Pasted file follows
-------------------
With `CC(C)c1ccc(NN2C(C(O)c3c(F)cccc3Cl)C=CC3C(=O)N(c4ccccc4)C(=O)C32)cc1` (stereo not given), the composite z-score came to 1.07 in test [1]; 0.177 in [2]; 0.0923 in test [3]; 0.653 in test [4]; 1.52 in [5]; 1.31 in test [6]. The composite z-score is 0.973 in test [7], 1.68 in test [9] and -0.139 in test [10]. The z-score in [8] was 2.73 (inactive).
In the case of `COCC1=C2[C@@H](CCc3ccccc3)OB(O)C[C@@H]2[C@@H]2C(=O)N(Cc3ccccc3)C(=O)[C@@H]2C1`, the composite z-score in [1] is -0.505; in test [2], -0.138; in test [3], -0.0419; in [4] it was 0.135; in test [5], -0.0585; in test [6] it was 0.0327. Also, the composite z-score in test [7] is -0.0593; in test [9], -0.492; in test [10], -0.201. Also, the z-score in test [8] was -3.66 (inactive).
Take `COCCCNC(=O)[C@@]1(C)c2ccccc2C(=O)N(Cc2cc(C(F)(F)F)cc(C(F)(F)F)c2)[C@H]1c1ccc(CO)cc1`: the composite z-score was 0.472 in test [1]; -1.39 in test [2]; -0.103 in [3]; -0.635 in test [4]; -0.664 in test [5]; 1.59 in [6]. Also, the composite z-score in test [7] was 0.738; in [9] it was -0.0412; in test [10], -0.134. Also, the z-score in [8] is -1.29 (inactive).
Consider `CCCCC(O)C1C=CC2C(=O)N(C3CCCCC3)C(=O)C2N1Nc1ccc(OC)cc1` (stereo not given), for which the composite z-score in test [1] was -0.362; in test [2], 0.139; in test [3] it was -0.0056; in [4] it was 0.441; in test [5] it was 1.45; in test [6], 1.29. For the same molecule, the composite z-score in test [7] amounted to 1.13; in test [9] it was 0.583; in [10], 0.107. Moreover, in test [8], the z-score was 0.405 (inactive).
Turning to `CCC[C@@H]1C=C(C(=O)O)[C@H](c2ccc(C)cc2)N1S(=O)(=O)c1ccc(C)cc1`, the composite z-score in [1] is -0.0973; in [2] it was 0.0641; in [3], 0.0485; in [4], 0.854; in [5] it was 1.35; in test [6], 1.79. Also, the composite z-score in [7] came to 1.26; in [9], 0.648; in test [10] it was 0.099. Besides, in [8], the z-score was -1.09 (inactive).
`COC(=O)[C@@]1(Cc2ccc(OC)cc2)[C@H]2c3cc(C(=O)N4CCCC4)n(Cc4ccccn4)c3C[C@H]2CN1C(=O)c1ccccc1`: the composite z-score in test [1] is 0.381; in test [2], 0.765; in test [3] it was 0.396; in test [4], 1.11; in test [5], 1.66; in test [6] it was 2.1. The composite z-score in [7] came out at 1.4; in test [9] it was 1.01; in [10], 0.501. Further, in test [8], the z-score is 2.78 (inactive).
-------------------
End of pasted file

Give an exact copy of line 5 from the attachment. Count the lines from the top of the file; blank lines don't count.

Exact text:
Turning to `CCC[C@@H]1C=C(C(=O)O)[C@H](c2ccc(C)cc2)N1S(=O)(=O)c1ccc(C)cc1`, the composite z-score in [1] is -0.0973; in [2] it was 0.0641; in [3], 0.0485; in [4], 0.854; in [5] it was 1.35; in test [6], 1.79. Also, the composite z-score in [7] came to 1.26; in [9], 0.648; in test [10] it was 0.099. Besides, in [8], the z-score was -1.09 (inactive).